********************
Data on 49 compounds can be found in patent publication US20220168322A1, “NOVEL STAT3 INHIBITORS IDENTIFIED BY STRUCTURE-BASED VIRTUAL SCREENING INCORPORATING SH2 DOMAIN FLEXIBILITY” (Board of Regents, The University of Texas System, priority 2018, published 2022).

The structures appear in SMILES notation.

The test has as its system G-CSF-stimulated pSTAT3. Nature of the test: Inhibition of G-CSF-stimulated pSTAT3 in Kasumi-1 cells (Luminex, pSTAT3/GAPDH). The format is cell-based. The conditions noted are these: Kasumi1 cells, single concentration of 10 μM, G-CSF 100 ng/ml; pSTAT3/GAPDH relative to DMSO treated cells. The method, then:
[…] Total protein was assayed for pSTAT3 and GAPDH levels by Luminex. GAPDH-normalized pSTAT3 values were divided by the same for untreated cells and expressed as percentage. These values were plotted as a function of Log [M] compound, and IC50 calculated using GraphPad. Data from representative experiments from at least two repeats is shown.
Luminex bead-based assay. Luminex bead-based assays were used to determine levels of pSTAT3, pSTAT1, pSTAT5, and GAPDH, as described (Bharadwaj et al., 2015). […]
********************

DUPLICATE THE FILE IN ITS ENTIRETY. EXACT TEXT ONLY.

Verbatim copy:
Data on 49 compounds can be found in patent publication US20220168322A1, “NOVEL STAT3 INHIBITORS IDENTIFIED BY STRUCTURE-BASED VIRTUAL SCREENING INCORPORATING SH2 DOMAIN FLEXIBILITY” (Board of Regents, The University of Texas System, priority 2018, published 2022).

The structures appear in SMILES notation.

The test has as its system G-CSF-stimulated pSTAT3. Nature of the test: Inhibition of G-CSF-stimulated pSTAT3 in Kasumi-1 cells (Luminex, pSTAT3/GAPDH). The format is cell-based. The conditions noted are these: Kasumi1 cells, single concentration of 10 μM, G-CSF 100 ng/ml; pSTAT3/GAPDH relative to DMSO treated cells. The method, then:
[…] Total protein was assayed for pSTAT3 and GAPDH levels by Luminex. GAPDH-normalized pSTAT3 values were divided by the same for untreated cells and expressed as percentage. These values were plotted as a function of Log [M] compound, and IC50 calculated using GraphPad. Data from representative experiments from at least two repeats is shown.
Luminex bead-based assay. Luminex bead-based assays were used to determine levels of pSTAT3, pSTAT1, pSTAT5, and GAPDH, as described (Bharadwaj et al., 2015). […]